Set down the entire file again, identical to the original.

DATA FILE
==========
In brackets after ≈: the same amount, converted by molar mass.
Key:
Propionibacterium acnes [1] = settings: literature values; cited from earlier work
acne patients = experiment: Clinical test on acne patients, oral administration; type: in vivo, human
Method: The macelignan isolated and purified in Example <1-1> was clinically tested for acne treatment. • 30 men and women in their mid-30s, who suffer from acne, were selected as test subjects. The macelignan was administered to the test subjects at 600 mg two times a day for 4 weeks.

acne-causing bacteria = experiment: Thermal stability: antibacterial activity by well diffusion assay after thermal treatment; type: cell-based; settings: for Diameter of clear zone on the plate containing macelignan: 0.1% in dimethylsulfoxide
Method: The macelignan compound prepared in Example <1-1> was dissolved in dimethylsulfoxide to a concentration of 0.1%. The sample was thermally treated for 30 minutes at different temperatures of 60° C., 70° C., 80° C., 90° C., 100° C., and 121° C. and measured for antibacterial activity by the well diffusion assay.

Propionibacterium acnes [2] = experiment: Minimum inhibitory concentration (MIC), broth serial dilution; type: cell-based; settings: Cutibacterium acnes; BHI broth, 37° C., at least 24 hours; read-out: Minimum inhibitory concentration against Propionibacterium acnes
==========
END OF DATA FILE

In brackets after ≈: the same amount, converted by molar mass.
Key:
Propionibacterium acnes [1] = settings: literature values; cited from earlier work
acne patients = experiment: Clinical test on acne patients, oral administration; type: in vivo, human
Method: The macelignan isolated and purified in Example <1-1> was clinically tested for acne treatment. • 30 men and women in their mid-30s, who suffer from acne, were selected as test subjects. The macelignan was administered to the test subjects at 600 mg two times a day for 4 weeks.

acne-causing bacteria = experiment: Thermal stability: antibacterial activity by well diffusion assay after thermal treatment; type: cell-based; settings: for Diameter of clear zone on the plate containing macelignan: 0.1% in dimethylsulfoxide
Method: The macelignan compound prepared in Example <1-1> was dissolved in dimethylsulfoxide to a concentration of 0.1%. The sample was thermally treated for 30 minutes at different temperatures of 60° C., 70° C., 80° C., 90° C., 100° C., and 121° C. and measured for antibacterial activity by the well diffusion assay.

Propionibacterium acnes [2] = experiment: Minimum inhibitory concentration (MIC), broth serial dilution; type: cell-based; settings: Cutibacterium acnes; BHI broth, 37° C., at least 24 hours; read-out: Minimum inhibitory concentration against Propionibacterium acnes